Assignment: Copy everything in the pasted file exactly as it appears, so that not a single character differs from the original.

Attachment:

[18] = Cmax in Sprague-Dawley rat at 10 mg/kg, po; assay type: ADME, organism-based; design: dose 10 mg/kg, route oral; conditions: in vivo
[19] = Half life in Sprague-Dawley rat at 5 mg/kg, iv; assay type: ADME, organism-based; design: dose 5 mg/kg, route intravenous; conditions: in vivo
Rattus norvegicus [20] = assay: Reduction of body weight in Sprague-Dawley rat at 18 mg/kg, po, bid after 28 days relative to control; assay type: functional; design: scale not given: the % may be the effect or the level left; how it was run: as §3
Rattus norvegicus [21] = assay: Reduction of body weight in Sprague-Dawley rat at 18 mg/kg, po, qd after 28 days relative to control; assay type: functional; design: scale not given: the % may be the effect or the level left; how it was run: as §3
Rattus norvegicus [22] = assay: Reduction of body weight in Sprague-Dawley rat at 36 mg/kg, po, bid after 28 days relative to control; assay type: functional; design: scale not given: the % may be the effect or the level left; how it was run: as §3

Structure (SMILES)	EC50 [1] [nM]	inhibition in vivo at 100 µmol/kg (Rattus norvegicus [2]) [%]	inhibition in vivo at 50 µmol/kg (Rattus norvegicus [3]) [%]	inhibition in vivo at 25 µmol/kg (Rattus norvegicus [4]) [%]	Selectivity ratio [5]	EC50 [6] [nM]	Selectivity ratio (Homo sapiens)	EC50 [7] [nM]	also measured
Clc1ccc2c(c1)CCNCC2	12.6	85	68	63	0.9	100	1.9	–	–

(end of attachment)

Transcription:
[18] = Cmax in Sprague-Dawley rat at 10 mg/kg, po; assay type: ADME, organism-based; design: dose 10 mg/kg, route oral; conditions: in vivo
[19] = Half life in Sprague-Dawley rat at 5 mg/kg, iv; assay type: ADME, organism-based; design: dose 5 mg/kg, route intravenous; conditions: in vivo
Rattus norvegicus [20] = assay: Reduction of body weight in Sprague-Dawley rat at 18 mg/kg, po, bid after 28 days relative to control; assay type: functional; design: scale not given: the % may be the effect or the level left; how it was run: as §3
Rattus norvegicus [21] = assay: Reduction of body weight in Sprague-Dawley rat at 18 mg/kg, po, qd after 28 days relative to control; assay type: functional; design: scale not given: the % may be the effect or the level left; how it was run: as §3
Rattus norvegicus [22] = assay: Reduction of body weight in Sprague-Dawley rat at 36 mg/kg, po, bid after 28 days relative to control; assay type: functional; design: scale not given: the % may be the effect or the level left; how it was run: as §3

Structure (SMILES)	EC50 [1] [nM]	inhibition in vivo at 100 µmol/kg (Rattus norvegicus [2]) [%]	inhibition in vivo at 50 µmol/kg (Rattus norvegicus [3]) [%]	inhibition in vivo at 25 µmol/kg (Rattus norvegicus [4]) [%]	Selectivity ratio [5]	EC50 [6] [nM]	Selectivity ratio (Homo sapiens)	EC50 [7] [nM]	also measured
Clc1ccc2c(c1)CCNCC2	12.6	85	68	63	0.9	100	1.9	–	–